What’s the largest parliamentary constituency in the world?

Geraldton is one of the more bustling urban centres in the Division of Durack. Image: Terrance Doust/Wikimedia Commons.

Australia recently had an election, a sentence that, from my fairly limited understanding of Australian politics, is almost always true. It provided the latest of those shock result that this decade’s politics seems to specialise in, with the right-wing government unexpectedly surviving and the left-wing opposition looking at a bit baffled in a “What else were we supposed to do?” kind of a way.

But the result wasn’t the thing that impressed me about it. What got me was the size of the constituencies.

Australia, remember, is huge, in a way that’s difficult to conceive of as a European. Perth is over 2,000 miles from Sydney – a distance that’s far enough to take you from London to Syria or Mali. But there aren’t quite 25 million people in Australia, well under half the population of the UK, and they tend to cluster in a few areas around the coast.

Consequently the country contains a lot of empty space. Which means that when the Australian Electoral Commission came up with boundaries for its parliamentary seats, this happened:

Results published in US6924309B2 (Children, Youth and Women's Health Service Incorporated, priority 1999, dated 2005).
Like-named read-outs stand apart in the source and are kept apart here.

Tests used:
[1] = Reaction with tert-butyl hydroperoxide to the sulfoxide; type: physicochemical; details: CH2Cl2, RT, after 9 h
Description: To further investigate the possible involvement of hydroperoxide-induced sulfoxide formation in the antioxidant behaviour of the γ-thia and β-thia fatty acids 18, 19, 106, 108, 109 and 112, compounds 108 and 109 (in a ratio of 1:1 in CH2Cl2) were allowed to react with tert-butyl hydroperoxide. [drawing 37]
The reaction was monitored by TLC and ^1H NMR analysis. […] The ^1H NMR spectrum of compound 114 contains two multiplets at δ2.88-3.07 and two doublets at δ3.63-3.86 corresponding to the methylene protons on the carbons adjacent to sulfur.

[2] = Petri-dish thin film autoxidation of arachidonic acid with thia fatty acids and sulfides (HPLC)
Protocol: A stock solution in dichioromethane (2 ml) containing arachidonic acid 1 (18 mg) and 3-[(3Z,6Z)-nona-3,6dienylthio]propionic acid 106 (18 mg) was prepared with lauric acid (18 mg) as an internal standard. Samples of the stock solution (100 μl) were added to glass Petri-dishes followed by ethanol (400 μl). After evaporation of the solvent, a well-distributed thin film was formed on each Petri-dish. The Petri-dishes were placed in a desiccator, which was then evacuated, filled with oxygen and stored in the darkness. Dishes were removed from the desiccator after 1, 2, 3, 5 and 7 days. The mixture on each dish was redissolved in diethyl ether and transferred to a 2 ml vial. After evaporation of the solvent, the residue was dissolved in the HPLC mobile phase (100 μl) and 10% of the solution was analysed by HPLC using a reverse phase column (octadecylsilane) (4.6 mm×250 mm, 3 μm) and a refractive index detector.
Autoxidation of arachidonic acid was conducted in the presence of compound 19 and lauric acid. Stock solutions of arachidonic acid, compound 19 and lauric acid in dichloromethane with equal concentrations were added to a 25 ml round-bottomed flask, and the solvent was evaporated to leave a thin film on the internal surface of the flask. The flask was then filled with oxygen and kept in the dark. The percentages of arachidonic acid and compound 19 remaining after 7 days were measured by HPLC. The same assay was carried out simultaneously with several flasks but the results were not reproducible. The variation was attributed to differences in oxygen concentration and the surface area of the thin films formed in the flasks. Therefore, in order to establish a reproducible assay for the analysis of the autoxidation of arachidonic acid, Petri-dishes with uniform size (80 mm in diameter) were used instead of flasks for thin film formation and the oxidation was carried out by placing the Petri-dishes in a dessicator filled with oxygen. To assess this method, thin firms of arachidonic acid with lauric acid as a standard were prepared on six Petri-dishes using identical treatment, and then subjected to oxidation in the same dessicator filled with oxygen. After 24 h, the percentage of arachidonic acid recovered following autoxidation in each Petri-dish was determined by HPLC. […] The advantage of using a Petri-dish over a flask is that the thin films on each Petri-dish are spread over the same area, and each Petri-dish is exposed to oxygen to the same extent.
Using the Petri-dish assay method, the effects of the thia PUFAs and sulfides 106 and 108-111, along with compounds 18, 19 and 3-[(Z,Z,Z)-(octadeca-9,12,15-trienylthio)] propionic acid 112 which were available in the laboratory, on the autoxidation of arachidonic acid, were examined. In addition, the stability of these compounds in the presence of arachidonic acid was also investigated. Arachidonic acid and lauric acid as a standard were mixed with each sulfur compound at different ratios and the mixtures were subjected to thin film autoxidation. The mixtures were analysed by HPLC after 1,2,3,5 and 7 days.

Whoa. Image: Australian Electoral Commission.

The six seats coloured on that map between them cover 6.1m km2 of Australia’s 8.0m km2. The other 146 seats get less than a quarter of the country’s landmass between them.

How big are we talking here? Well the largest of them is the Division of Durack, which covers 1.63m km2 – nearly two-thirds of the state of Western Australia. There is no European country that comes even close to being that size (unless you count Russia, which cheats by including a large chunk of Asia). This is an area three times the size of France. And it delivers one MP.

Wowser. Image: Barrylb/Wikimedia Commons.

Is it the largest constituency in the world, though?

Before getting into that, let’s provide some more context. The UK has a landmass of around 242,000km2 (or, not quite one sixth of Durack). The House of Commons has 650 constituencies. So the average UK parliamentary seat covers an area of around 373km2, which means you could get around 4,300 of the buggers into Durack.

There’s quite a lot of variation within that, though. The smallest constituency is Jeremy Corbyn’s own Islington North, which is just 7.4km2. The largest is rather bigger: Ross, Skye & Lochaber, a huge swathe of Highlands and islands, which is a relatively big 12,000km2, or well over a thousand times bigger.

Ross, Skye & Lochaber. Image: Wereon./Wikimedia Commons.

It’s still well over a thousand times smaller than Durack, though – so where might we find something bigger?


It’s tempting to look to the European Parliament on the grounds it covers most of a continent, but we instantly run into two issues. One is that most of its constituencies are multi-member PR ones, which feels like cheating. Another is that the biggest of them are entire European countries – and we already know that Durack is substantially bigger than all of those. The largest by area turns out to be France, which elects 79 MEPs and still only manages to be a third the size. So, that’s out.